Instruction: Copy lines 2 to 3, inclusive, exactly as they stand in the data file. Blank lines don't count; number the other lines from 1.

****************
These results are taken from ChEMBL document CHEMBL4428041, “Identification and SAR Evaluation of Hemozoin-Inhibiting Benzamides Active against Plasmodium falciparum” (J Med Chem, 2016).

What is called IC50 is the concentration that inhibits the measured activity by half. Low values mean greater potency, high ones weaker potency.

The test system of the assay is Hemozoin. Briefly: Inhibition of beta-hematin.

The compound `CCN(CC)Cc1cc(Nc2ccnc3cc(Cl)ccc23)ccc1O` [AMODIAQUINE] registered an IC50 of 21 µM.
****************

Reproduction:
What is called IC50 is the concentration that inhibits the measured activity by half. Low values mean greater potency, high ones weaker potency.

The test system of the assay is Hemozoin. Briefly: Inhibition of beta-hematin.